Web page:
B1 Intermediate UK 1316 Folder Collection
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It's one of the most dangerous things we can do each day-getting into a car
as either a driver or a passenger.
According to the National Highway Traffic Safety Administration,
2.2 million people were injured in car accidents in the U.S. in 2011 alone.
It's statistics like these that motivate Sebastian Thrun to build a safer car.
Its just unacceptable to me.
I mean, if you want to be innovative, you have to be unhappy, right?
So I am really unhappy about the state of transportation today,
and I really want to change it.
Thrun is a computer scientist at Stanford University who has received research funding
from the National Science Foundation.
He is also a Google fellow, an honor granted to outstanding engineers.
At Google headquarters in Mountain View, California,
Thrun and his team of software engineers are working to create a fleet
of safer self-driving cars using artificial intelligence.
In the self-driving car theres this vision
that we can equally transform society and make cars safer, right.
Its a really, really big vision.
Artificial intelligence is about understanding the mechanisms that underlie human thought
and behavior and applying these principles to computing devices,
such as Deep Blue the chess playing computer or iRobots used by the military
for things like disarming bombs.
These intelligent machines are programmed to make decisions based
on information they gather from the world around them, much as humans do today.
So we are able to think, we are able to make decisions.
And we want computers to make equally good or even better decisions.
Self-driving cars gather information from multiple sources.
A spinning laser range finder on top of the car uses beams of light
to detect objects in 360 degrees.
A radar on the front bumper determines the range, speed,
and direction of objects at close range.
Two video cameras on the front dash use a narrow view lens to detect things
like traffic lights and stop signs,
and a wide view lens to record a video of the entire journey.
There is also GPS to help the car locate itself and navigate toward its destination.
All of these data gathering devices are connected to a central computer
that processes the information and controls the car.
Its able to process all these data streams in real time
and turn them into relatively simple things, in driving,
the use of hands for the steering wheel, the use of feet for breaking and gas.
And thats about the level of complexity of what comes out of the computer.
What makes the self-driving car so innovative isn't the way it gathers information,
it's the way the car interprets it.
The car's computer is programmed to doubt the information it gathers
and second guess its decisions.
Figuring out that maybe, you know, that the camera is being blinded by the sun
at the moment so it should rely on the laser better or something like that.
Nathaniel Fairfield is part of Thrun's team of software engineers.
His job is to program the car's computer software to make safer decisions.
Sometimes when people are thinking about how the car works inside,
they sort of imagine this huge decision tree, they call it, where its like if its Monday
and its before nine oclock and there is a pedestrian right there and Im going 55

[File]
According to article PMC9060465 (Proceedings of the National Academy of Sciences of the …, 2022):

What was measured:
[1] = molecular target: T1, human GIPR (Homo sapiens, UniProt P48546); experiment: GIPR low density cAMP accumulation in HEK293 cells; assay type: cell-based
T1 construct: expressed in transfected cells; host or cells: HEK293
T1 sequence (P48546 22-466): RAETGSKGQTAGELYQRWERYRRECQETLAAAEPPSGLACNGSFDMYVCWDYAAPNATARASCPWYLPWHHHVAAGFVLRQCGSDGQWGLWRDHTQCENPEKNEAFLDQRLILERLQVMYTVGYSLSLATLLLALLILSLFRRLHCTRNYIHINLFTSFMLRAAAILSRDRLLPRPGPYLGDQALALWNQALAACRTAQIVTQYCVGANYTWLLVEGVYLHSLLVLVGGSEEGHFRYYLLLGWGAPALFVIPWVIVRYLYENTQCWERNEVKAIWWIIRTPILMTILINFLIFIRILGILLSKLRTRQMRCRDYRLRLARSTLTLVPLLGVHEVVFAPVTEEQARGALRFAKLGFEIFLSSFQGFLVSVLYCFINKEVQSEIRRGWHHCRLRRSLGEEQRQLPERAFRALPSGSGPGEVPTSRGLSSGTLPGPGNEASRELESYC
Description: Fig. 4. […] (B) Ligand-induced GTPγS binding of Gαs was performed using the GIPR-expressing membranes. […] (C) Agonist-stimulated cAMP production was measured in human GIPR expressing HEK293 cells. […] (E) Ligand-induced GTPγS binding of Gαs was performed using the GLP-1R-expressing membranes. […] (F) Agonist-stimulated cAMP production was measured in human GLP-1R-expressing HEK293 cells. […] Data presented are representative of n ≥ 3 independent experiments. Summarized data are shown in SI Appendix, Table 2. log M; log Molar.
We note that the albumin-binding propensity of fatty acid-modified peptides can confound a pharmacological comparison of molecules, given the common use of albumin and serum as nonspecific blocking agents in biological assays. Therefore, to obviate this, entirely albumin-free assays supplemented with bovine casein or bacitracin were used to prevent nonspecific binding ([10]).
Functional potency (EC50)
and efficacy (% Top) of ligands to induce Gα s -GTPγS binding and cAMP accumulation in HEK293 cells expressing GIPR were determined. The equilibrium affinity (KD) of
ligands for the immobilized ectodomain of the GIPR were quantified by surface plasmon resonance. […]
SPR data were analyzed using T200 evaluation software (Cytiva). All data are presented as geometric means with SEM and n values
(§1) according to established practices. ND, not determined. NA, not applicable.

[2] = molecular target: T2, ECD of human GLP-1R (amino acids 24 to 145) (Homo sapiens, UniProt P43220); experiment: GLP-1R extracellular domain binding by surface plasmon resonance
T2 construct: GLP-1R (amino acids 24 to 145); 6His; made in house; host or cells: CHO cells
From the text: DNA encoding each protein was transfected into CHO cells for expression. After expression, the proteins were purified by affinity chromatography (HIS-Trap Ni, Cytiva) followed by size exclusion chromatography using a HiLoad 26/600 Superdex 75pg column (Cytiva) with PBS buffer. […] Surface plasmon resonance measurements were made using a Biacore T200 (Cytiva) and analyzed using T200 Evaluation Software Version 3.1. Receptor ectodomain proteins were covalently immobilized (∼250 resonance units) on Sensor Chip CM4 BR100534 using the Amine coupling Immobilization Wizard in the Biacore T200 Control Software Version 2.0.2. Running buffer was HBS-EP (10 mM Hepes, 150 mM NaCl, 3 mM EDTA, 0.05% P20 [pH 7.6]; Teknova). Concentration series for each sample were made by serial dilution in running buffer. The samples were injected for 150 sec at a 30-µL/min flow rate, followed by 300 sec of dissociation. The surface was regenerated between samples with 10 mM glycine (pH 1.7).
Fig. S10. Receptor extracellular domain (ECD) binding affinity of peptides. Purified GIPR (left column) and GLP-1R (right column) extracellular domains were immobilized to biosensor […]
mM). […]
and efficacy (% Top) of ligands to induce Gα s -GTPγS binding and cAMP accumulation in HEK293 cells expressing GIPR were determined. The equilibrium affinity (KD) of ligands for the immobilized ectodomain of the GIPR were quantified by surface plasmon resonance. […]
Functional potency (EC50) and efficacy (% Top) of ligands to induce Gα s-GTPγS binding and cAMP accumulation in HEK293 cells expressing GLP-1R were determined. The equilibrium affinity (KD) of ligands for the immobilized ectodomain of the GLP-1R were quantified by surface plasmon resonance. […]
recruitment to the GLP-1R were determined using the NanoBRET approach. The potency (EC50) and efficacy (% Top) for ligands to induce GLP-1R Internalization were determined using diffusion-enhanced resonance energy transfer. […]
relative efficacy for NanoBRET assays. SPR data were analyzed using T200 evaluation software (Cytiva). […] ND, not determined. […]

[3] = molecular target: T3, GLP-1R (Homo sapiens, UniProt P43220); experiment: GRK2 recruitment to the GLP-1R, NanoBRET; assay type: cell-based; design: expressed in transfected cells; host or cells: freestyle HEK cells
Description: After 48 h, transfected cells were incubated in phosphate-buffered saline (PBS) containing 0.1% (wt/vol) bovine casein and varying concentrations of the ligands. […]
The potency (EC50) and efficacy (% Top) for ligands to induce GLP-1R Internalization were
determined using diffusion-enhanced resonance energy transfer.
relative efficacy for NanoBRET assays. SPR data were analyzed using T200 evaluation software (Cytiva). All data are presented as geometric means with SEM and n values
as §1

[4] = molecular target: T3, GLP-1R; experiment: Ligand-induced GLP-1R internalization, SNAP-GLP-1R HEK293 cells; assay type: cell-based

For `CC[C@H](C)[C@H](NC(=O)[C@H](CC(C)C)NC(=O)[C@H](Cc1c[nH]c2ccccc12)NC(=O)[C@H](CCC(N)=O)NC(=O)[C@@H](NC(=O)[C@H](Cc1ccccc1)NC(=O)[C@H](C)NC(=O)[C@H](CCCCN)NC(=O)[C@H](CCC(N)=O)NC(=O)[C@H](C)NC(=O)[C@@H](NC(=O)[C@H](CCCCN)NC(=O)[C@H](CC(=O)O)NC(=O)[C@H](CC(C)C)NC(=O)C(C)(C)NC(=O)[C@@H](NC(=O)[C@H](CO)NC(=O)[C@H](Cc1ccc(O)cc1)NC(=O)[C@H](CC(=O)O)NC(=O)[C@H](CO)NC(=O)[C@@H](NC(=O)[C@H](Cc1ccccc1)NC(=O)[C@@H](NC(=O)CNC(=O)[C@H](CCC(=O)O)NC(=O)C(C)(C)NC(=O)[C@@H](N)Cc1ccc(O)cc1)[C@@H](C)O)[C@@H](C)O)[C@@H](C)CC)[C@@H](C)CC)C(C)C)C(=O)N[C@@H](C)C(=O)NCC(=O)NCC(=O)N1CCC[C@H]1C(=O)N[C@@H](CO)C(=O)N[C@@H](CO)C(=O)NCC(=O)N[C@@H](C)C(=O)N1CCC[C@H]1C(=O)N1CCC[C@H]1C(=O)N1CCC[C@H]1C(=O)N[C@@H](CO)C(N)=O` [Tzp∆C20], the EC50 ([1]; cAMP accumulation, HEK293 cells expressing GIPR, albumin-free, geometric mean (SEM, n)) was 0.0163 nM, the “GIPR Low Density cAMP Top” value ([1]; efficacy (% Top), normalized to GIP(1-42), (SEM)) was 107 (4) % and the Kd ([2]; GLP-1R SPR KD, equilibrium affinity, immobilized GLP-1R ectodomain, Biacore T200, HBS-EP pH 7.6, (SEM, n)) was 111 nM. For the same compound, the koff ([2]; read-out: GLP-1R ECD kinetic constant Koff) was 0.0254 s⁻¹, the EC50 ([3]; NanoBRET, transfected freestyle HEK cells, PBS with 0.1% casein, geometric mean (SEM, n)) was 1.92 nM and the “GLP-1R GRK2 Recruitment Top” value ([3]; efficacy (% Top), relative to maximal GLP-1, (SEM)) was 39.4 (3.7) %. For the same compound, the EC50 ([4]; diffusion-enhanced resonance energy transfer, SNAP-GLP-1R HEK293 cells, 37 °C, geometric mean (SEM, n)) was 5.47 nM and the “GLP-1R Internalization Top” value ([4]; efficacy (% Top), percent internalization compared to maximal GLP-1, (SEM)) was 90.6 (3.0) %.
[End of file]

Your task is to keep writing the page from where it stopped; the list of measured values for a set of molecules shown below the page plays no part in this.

and there is a car up ahead, then I should ba da da da da da right?
Its not like that.
Instead, the self-driving car learns through practice:
first by mapping the surrounding road while a human is driving,
and then combining that information with the data it receives
when the car is driving itself.
Once it knows sort of what the local situation is, sort of the tactical situation,
and it knows where all the moving objects are around it,
it can then make decisions about how it wants to actually steer.
Some of the robotic and artificial intelligence systems incorporated
into the self-driving vehicle have been developed thanks to NSF funding,
including those Thrun developed at Stanford.
While a trained driver must monitor the car's decisions on the road, in the future,
Thrun says that won't be necessary.
It turns out the average American worker spends about an hour a day in commuter traffic.
What if he could actually reduce that time and give people the ability
to do something else like sleep or already start work?
In all, Thrun has received 4 patents from the US Patent and Trademark Office
for elements of the self-driving car.
And none of them have to do with the car itself.
Instead, the patents relate to the car's decision making system
and the way it communicates with the occupant.
Thrun says this patented technology could potentially be added to any car,
giving it the ability to drive itself, as well.
We use patents as a way to make sure that we go forward and we have the legal rights
to build and sell and manufacture what we are inventing.
These self-driving cars have already driven hundreds of thousands of miles in California
and Nevada without a single at fault accident.
While they are still years from mass production, state legislatures have passed laws
in Florida, Nevada, and California that will allow them on the road.
Thrun believes self-driving cars have the potential to change driving forever.
My wife is at the point where she says please let the car drive.
The car is a better driver than you, Sebastian.
And I try really hard.
For Thrun and his team, the self-driving car is an innovation
that may soon pave the way to safer roads in the future.
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Science of Innovation -- Driverless Cars

1316 Folder Collection
Patrick Tam @ CMOS published on March 30, 2015
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